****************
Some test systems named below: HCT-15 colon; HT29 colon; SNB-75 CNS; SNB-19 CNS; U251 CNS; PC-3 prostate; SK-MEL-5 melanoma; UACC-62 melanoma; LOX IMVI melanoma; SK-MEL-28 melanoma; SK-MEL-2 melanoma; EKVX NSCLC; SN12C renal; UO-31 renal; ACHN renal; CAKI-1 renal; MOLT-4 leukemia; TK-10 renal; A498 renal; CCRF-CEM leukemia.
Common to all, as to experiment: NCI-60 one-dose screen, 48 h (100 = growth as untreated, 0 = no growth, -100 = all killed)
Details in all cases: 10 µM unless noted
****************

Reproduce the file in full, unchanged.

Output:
Some test systems named below: HCT-15 colon; HT29 colon; SNB-75 CNS; SNB-19 CNS; U251 CNS; PC-3 prostate; SK-MEL-5 melanoma; UACC-62 melanoma; LOX IMVI melanoma; SK-MEL-28 melanoma; SK-MEL-2 melanoma; EKVX NSCLC; SN12C renal; UO-31 renal; ACHN renal; CAKI-1 renal; MOLT-4 leukemia; TK-10 renal; A498 renal; CCRF-CEM leukemia.
Common to all, as to experiment: NCI-60 one-dose screen, 48 h (100 = growth as untreated, 0 = no growth, -100 = all killed)
Details in all cases: 10 µM unless noted